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By Kendall Sommers, III Form
Introduction from the Poet:
I enjoy writing poetry because using words creatively is an art form that acts as an outlet for me. Depicting my emotions with strings of words allows me to be more in tune to my inner self and helps me to explore different forms of expression. I am often inspired when reading my poems over again. I thoroughly enjoy seeing myself grow emotionally as a writer and as a person. The fact that there truly is always room for improvement in writing is fascinating for me. This understanding of poetry is what drives me to keep pouring myself into these pages. In addition, I also explore poetry by reading the works of other people, whether these are poems in books or magazines or the portfolios that my friends have me read over. I learn something from every line I read, and I am inspired by how open and unique every word and every writer is. I especially love the creative genre in which I write: free verse. I choose to write in a narrative tone because it allows for the story I always have to shine through. Some of my stories are emotional, some are funny, and some are seemingly meaningless, but I use all of them as a method of exploring my thoughts and seeing how they appear to other people as text.
Below are some of my poems with explanations of how I crafted them. (more…)
By Lulu Eastman, VI Form
A Tale of Three Species: The Man, the Woman, and the Communist in ‘Some Like It Hot’
The 1950s were a time of deep cultural turmoil in the United States. In the era of the Cold War and the Red Scare, an environment of tension and confusion emerged due to uncertainty in the home and society as a whole. The Cold War era, clouded by an intense and deeply ingrained fear of communism, had Americans desperately seeking a standard of comfort or normalcy to turn to, and they found it in gender roles. Unease cornered women into their positions as housewives, and men were solidified as the family providers. Some Like It Hot, a 1959 film, was released amid a time of tension in American society, when gender roles and family life were strongly influenced by a Cold War-induced climate of fear and conformity. (more…)
By Riya Shankar, Lulu Eastman, Lillian Stout, Cooper Giblin, Tony Banson, Nick Hallal, Sophie Haugen, Sada Nichols-Worley, Ben Hunnewell, and Jimmy Tobin, VI Form
From The Writers’ Room: Extracurricular, An Original TV Series
(Above title sequence scene: music composed and played by Riya Shankar & Sophie Haugen)
Check out Extracurricular’s fan website here: https://extracurricular.squarespace.com
By Madeleine Wass, IV Form
Poetry and The Intimacy of Writing
Since a young age, I have loved writing. At first, it was a great pass time and then developed into a passion. I first learned about poetry in my sixth grade English class, and I then began to keep a journal with ramblings of words that, over time, began to string together. Ever since then, poetry has been with me through tough times. It comes to me the easiest when strong emotions run high, such as anger, sadness, or frustration. Poetry is a wonderful way to channel what I am feeling. My poems can come in many different forms; no way is the right way. For me, it is more about just being able to express what is going through my mind or something that has happened. I also use my poems to record and to remember the feelings I had during an event. When I place my pen on the paper, I just feel the thoughts in my head flowing out. Sometimes they are jumbled and other times they fit well together. My main goal is about capturing what I am feeling while escaping the weight of the world. The following excerpt is from a poem I wrote about a beautiful hike I went on: (more…)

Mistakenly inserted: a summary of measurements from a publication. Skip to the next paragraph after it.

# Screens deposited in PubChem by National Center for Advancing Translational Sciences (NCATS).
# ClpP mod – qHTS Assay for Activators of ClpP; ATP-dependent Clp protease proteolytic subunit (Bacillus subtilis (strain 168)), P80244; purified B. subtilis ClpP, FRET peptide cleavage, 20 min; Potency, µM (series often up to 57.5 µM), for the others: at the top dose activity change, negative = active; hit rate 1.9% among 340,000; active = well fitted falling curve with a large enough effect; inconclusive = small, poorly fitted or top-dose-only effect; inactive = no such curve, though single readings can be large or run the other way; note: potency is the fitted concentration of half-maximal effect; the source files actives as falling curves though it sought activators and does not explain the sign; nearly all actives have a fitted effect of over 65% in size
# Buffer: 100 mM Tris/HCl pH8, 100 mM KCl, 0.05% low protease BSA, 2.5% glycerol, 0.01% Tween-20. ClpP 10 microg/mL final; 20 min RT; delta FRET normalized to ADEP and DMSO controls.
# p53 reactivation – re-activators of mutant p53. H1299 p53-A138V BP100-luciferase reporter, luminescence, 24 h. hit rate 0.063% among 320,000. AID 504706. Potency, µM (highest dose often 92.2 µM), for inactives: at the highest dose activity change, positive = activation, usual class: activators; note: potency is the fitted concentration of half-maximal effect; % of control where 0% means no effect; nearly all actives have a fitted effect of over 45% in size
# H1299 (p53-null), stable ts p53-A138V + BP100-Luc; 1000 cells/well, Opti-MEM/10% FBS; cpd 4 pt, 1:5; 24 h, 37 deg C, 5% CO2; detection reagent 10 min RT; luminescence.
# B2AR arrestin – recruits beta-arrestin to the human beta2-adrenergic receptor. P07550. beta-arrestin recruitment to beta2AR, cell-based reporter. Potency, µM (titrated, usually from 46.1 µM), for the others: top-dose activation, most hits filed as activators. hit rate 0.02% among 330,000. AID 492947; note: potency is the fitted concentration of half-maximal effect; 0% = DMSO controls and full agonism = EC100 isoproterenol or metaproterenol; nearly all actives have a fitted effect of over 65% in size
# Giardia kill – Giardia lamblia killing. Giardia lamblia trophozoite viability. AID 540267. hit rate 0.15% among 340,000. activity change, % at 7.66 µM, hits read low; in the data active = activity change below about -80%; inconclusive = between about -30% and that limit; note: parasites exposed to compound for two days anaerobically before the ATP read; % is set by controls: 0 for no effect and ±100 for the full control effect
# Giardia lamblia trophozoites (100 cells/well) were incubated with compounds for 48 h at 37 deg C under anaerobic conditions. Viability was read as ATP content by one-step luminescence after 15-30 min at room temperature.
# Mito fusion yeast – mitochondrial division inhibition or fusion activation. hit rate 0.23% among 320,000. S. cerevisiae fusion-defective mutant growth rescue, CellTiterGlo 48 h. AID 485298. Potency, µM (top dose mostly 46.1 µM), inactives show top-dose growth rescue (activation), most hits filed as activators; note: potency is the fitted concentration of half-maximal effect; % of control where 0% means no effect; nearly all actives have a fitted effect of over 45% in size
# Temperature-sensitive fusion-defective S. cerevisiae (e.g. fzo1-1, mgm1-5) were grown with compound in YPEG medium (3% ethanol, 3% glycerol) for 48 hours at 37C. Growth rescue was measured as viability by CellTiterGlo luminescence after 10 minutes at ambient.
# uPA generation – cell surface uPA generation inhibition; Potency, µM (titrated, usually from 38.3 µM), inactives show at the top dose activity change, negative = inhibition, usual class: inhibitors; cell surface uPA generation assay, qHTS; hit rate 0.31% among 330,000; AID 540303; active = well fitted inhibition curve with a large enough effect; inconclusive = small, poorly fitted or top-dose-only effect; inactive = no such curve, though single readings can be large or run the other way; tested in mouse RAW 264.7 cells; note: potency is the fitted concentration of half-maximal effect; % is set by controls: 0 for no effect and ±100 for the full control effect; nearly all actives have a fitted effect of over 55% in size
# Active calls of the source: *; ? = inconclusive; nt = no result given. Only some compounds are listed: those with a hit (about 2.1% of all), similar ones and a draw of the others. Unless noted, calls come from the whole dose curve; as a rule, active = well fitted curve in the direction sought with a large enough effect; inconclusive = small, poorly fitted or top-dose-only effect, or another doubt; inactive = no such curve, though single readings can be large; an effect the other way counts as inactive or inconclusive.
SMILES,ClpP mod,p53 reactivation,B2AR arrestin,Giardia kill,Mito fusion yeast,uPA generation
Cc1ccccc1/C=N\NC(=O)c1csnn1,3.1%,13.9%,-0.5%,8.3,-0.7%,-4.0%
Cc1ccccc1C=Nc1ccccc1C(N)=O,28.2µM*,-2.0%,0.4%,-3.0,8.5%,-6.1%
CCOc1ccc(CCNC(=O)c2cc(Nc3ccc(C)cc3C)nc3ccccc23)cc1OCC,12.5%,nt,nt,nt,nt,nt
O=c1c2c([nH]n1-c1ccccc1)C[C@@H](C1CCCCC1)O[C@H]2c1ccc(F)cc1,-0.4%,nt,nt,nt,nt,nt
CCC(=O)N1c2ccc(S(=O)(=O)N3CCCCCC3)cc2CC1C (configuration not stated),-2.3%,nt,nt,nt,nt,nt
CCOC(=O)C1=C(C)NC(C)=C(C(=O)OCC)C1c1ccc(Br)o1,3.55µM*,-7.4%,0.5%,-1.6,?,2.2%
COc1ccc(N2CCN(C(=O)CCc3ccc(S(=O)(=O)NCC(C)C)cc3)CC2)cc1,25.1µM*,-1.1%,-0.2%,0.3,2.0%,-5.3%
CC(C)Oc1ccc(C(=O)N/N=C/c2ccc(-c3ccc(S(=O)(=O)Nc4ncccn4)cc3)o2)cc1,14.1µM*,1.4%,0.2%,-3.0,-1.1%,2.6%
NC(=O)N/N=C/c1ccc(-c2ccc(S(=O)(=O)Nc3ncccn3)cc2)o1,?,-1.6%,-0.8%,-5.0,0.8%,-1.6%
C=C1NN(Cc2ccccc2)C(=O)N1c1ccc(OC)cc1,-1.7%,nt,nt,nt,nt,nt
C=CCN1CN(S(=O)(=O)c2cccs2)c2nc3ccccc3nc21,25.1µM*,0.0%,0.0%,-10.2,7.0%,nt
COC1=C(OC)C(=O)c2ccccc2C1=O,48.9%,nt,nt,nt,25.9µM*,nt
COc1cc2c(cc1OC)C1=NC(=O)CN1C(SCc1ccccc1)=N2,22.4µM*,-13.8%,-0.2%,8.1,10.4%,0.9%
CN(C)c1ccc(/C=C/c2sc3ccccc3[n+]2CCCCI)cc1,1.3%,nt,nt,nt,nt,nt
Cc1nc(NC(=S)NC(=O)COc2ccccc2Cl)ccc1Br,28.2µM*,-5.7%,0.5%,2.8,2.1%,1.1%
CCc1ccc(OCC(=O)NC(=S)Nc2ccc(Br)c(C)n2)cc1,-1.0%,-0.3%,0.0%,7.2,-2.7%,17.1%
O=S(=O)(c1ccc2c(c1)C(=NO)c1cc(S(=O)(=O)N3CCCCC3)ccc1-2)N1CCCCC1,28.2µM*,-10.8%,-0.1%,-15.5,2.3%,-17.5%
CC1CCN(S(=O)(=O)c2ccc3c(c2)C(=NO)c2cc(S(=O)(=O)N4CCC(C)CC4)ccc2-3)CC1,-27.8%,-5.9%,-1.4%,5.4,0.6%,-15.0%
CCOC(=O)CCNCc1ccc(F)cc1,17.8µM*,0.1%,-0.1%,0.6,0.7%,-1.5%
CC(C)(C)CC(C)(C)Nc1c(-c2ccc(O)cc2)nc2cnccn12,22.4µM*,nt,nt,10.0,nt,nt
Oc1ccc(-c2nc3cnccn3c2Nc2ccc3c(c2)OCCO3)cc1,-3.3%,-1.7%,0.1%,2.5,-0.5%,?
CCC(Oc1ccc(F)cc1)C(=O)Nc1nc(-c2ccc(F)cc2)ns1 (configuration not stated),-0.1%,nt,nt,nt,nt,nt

By Samantha Wang, III Form
How does Montag’s Rashness Impact Him?
Fahrenheit 451 by Ray Bradbury is a story about banned books and thoughts. People in that society are wholly brainwashed by the government into believing that no reading and thinking can bring them happiness. Montag, one of the firemen responsible for burning books, is curious about them. This leads him to read and think, which are illegal in his society. After realizing the lack of literature and thoughts necessitates the lack of happiness and love in the world, Montag begins to take actions, often rashly, to rebel against the reality. Although Montag’s rashness occasionally hinders him from achieving his goals, his braveness also helps him rebel and builds a human character. His imperfection adds a touch of realism to the story, making it more understandable to readers. (more…)
By Helynna Lin, VI Form
Counterculture & The Graduate and Its Soundtrack by “Simon & Garfunkel”
The term Counterculture refers to a set of movements, ideal, and practices that emerged in the American culture between the 1960s and the 1970s. The counterculture was largely a response to the Cold War’s effects on the American society, and there were four core beliefs. First, advocates for counterculture rejected capitalism, for they believed that western corporates used Cold War politics to expand their markets worldwide and gain a larger profit. Second, in response to the rise of uniformity, counterculture rejected conformism and encouraged individuals to break the shackles of society’s expectations. Third, the rise of individualism caused an emergence of sexual liberation and experimentation as a movement against the traditional family model. Finally, the counterculture was mainly supported by the teenage generation, who came up with the slogan “don’t trust people over 30”. 
Mike Nichol’s The Graduate (1967) is a bildungsroman that illustrates the transition from teenage years to adulthood of the protagonist, Benjamin Braddock. The movie’s soundtrack features many songs by “Simon & Garfunkel”, a folk-rock duo formed by Paul Simon and Art Garfunkel. (more…)